As discussed above, ventilation control system 18 may be operable to control the ventilation support provided by ventilator 14 based on various input received from an operator (e.g., via graphic user interface 26 and/or other user interfaces on ventilator 14) and/or data received from one or more sensors 40. For example, ventilation control system 18 may regulate the pressure and/or flow of gas delivered to a patient based at least on data received from sensors 40.

WOB calculation module 22 may be operable to calculate or otherwise determine one or more work of breathing measures based on various input data, including data collected by sensors 40, as described in greater detail below with reference to FIG. 3. Such work of breathing measures determined by WOB calculation module 22 may then be communicated to graphic user interface 26 for display via display device 20.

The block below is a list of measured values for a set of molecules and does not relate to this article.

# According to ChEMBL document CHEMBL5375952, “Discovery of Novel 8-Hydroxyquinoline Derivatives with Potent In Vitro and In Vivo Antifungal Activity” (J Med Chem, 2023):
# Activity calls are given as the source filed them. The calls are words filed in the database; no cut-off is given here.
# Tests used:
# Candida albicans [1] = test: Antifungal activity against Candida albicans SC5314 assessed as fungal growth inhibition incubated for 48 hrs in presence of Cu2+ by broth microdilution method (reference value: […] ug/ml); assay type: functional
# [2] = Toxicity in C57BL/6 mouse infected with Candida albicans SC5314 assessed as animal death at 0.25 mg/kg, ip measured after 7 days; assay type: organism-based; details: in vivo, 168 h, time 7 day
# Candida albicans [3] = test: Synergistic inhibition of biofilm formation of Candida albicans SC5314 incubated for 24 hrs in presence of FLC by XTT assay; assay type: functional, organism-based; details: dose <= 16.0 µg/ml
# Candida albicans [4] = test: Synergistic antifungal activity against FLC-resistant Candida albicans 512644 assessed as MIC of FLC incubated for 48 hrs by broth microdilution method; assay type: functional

According to the embodiment shown in FIG. 2, a ventilation system 10b for providing breathing assistance to a patient 12 may include a ventilator 14, one or more devices for connecting ventilator 14 to patient 12, and a separate WOB module 50. Ventilator 14 may include a ventilation control system 18 and a display screen 20, such as discussed above regarding the embodiment shown in FIG. 1. Ventilation control system 18 may be operable to control the ventilation support provided by ventilator 14 based on various inputs, such as inputs received from an operator and/or data received from various sensors, as discussed below. Display device 20 may be fully or partially integrated with ventilator 14 and may comprise, e.g., a touch screen display or other visual display. Display device 20 may be configured to display various information regarding the ventilation of patient 12. Display device 20 may be part of or otherwise associated with, a graphic user interface 26. In this embodiment, graphic user interface 26 may be configured to display various information via display device 20 and/or provide an interface for accepting input from human operators via display device 20 and/or other input devices (e.g., to set or modify ventilation settings, to access data, and/or to change or configure the display).